I’ve recently begun getting very emotional towards things that I make up myself, for example, I cried in history class after I imagined that a family member died, and didn’t even realize that it wasn’t true until I asked myself. At the beginning of this year, I even convinced myself that I had PCOS, and believed I was diagnosed by a doctor. After being by myself on a walk with no distractions, and thinking about my mindset, I began to be very confused about what was actually the truth, sort of like a childhood memory that you’re not completely sure was a real-life event, or just a dream. Because I told a few close friends that I had PCOS before this realization, I’ve become really embarrassed, and worried for my future if I ever do want to have kids. These types of lies I create for myself happen a few times a month, and I’m just curious as to what it is, and how I can figure out how to stop them from happening. (From the USA)
You are very brave to be asking for some help with this. I can appreciate how unsettling it is to create these scenarios — and to not know where they are coming from.
Your examples are about bad things happening to you or your loved ones. There is something about feeling victimized and then expressing (either in your tears in class or telling your friends) that is important to you. The question may be why you would want others to know about the pain you have created. Three are several possibilities for this, and there is too little information here to figure what might be causing it.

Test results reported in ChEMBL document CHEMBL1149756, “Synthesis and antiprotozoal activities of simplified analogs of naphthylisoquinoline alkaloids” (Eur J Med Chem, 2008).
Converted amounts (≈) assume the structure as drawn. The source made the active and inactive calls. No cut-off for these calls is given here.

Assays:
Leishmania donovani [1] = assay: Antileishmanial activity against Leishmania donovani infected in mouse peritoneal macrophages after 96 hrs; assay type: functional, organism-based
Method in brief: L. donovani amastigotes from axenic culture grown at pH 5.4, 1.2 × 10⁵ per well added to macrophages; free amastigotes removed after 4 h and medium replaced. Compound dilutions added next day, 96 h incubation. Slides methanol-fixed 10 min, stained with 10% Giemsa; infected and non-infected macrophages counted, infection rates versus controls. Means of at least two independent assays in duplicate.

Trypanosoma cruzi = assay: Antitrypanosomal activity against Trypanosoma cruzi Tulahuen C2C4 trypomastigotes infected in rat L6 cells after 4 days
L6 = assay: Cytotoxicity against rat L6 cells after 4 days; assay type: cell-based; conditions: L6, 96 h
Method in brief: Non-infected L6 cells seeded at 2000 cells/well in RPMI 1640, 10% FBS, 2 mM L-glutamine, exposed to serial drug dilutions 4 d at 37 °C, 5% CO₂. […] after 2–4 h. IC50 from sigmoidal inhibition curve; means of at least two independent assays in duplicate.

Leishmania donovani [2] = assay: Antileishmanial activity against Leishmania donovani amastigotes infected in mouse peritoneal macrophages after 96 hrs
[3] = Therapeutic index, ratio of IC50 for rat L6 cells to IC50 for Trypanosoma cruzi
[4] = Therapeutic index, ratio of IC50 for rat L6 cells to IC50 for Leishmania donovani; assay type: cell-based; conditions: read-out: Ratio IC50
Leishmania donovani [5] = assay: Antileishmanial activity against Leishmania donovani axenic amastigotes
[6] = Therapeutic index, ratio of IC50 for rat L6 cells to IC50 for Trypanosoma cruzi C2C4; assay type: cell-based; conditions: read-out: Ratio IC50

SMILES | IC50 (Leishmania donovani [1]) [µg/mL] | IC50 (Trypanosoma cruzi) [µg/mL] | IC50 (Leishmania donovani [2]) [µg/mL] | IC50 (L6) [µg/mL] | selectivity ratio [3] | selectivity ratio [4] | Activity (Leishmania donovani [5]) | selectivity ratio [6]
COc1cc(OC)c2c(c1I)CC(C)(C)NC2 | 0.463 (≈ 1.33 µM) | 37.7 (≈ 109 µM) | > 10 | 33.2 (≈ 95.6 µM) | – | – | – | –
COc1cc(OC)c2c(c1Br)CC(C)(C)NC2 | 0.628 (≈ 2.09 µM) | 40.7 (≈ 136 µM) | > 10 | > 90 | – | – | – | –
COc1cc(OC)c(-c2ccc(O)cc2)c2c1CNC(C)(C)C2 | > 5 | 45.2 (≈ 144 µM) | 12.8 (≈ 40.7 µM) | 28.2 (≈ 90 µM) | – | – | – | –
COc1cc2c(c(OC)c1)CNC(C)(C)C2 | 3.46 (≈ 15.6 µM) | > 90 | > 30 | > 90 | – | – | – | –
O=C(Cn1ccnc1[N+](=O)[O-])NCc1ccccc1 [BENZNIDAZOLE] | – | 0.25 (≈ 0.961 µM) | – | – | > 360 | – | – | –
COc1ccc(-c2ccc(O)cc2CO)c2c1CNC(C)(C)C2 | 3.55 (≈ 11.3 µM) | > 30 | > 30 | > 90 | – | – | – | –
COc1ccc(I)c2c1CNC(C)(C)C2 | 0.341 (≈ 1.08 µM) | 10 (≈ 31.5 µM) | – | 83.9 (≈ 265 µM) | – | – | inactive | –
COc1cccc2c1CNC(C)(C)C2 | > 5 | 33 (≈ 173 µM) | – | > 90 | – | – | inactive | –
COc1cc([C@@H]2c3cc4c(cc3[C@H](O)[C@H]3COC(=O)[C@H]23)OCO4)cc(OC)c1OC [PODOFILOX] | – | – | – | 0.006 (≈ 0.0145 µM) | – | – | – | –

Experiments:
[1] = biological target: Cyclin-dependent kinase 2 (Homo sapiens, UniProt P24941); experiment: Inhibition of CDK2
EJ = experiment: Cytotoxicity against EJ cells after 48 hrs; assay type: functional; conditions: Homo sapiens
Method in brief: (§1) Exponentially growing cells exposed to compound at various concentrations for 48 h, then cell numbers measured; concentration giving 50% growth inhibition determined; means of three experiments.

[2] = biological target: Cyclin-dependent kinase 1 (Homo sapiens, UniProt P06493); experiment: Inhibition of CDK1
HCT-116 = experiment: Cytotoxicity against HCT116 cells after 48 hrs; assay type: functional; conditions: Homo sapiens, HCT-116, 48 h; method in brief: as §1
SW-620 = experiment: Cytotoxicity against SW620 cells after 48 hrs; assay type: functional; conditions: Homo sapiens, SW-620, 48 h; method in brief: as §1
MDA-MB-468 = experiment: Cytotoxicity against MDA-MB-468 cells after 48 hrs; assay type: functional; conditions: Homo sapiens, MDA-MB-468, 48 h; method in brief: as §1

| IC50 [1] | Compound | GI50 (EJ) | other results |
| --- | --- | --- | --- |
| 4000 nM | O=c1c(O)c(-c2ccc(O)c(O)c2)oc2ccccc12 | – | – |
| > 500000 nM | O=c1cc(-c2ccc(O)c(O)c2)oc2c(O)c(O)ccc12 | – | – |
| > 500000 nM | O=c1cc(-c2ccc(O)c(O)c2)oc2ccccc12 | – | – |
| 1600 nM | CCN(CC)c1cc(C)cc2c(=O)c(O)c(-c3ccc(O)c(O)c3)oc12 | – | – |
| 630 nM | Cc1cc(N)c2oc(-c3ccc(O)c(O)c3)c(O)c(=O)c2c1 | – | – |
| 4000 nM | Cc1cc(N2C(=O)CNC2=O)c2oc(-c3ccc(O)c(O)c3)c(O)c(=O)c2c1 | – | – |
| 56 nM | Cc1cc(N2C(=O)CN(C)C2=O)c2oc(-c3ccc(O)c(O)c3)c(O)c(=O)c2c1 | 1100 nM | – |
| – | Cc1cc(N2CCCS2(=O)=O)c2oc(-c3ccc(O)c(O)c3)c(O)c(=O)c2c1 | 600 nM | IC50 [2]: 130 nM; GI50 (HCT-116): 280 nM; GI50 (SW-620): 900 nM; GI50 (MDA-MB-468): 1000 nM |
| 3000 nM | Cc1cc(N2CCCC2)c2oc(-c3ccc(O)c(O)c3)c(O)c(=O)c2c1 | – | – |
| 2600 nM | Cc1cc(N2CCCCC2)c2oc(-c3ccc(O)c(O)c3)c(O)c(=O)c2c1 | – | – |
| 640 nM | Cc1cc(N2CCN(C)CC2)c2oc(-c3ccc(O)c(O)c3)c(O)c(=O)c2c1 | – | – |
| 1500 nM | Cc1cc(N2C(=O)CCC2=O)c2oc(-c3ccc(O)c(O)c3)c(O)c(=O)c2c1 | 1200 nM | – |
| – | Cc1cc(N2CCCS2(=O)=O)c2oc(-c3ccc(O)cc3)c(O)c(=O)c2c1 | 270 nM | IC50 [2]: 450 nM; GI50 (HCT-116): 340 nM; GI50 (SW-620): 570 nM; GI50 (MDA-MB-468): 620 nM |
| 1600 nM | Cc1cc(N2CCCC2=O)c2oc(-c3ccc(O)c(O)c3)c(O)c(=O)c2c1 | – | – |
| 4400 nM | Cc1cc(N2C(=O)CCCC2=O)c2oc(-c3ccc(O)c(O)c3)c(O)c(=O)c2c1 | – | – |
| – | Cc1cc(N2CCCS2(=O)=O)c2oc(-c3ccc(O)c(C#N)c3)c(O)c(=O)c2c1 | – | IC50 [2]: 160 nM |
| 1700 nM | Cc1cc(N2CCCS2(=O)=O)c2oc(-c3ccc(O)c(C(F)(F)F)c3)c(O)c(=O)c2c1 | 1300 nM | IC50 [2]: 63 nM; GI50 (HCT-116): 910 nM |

I recommend you tell your parents that you would like to see a therapist. Talking about this in person with someone will help you sort it though more directly. If your parents are not open to bringing you for some therapy, I would let the school counselor know that you are having these troubling thoughts. He or she will be able to help.
Dan Tomasulo Ph.D., TEP, MFA, MAPP teaches Positive Psychology in the graduate program of Counseling and Clinical Psychology at Columbia University, Teachers College and works with Martin Seligman, the Father of Positive Psychology in the Masters of Applied Positive Psychology (MAPP) program at the University of Pennsylvania. He is Director of the New York Certification in Positive Psychology for the Open Center in New York City and on faculty at New Jersey City University. Sharecare has honored him as one of the top 10 online influencers on the topic of depression. For more information go to: http://www.dare2behappy.com/. He also writes for Psych Central's Ask the Therapist column and the Proof Positive blog.
APA Reference Tomasulo, D. (2018). I Imagine Things and Forget They’re Not Real. Psych Central.
Retrieved on November 17, 2019, from https://psychcentral.com/ask-the-therapist/2017/07/02/i-imagine-things-and-forget-theyre-not-real/
Last updated: 8 May 2018 Last reviewed: By a member of our scientific advisory board on 8 May 2018 Published on Psych Central.com. All rights reserved.